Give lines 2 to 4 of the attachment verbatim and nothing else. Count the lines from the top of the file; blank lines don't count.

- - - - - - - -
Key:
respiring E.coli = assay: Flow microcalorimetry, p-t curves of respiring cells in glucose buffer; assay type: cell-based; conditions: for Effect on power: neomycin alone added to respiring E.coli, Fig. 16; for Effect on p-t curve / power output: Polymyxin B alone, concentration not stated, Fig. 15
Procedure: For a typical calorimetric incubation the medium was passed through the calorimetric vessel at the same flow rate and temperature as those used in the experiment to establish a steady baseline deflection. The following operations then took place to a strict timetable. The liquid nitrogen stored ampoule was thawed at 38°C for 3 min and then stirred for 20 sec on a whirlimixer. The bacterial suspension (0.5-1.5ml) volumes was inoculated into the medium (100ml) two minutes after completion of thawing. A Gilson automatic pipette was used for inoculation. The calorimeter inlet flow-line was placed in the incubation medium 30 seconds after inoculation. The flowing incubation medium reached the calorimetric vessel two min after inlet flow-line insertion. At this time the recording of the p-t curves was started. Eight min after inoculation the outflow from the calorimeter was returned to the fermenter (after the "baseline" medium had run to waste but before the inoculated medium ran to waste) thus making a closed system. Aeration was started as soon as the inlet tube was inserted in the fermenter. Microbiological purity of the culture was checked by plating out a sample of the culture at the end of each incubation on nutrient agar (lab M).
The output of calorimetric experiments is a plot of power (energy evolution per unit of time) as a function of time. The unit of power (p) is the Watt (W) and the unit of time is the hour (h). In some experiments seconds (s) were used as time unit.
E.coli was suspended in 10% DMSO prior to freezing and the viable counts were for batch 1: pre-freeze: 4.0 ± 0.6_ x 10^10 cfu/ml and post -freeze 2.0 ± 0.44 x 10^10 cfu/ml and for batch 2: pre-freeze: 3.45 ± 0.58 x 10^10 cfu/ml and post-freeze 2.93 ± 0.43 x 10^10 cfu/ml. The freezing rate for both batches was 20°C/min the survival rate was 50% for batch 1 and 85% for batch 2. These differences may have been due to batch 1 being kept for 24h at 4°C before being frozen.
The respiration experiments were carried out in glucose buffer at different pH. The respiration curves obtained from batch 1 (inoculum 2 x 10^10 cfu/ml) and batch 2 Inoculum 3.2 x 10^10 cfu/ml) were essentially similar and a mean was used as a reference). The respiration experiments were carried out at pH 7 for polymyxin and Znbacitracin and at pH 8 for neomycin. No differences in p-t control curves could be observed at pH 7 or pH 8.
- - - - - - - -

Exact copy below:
respiring E.coli = assay: Flow microcalorimetry, p-t curves of respiring cells in glucose buffer; assay type: cell-based; conditions: for Effect on power: neomycin alone added to respiring E.coli, Fig. 16; for Effect on p-t curve / power output: Polymyxin B alone, concentration not stated, Fig. 15
Procedure: For a typical calorimetric incubation the medium was passed through the calorimetric vessel at the same flow rate and temperature as those used in the experiment to establish a steady baseline deflection. The following operations then took place to a strict timetable. The liquid nitrogen stored ampoule was thawed at 38°C for 3 min and then stirred for 20 sec on a whirlimixer. The bacterial suspension (0.5-1.5ml) volumes was inoculated into the medium (100ml) two minutes after completion of thawing. A Gilson automatic pipette was used for inoculation. The calorimeter inlet flow-line was placed in the incubation medium 30 seconds after inoculation. The flowing incubation medium reached the calorimetric vessel two min after inlet flow-line insertion. At this time the recording of the p-t curves was started. Eight min after inoculation the outflow from the calorimeter was returned to the fermenter (after the "baseline" medium had run to waste but before the inoculated medium ran to waste) thus making a closed system. Aeration was started as soon as the inlet tube was inserted in the fermenter. Microbiological purity of the culture was checked by plating out a sample of the culture at the end of each incubation on nutrient agar (lab M).
The output of calorimetric experiments is a plot of power (energy evolution per unit of time) as a function of time. The unit of power (p) is the Watt (W) and the unit of time is the hour (h). In some experiments seconds (s) were used as time unit.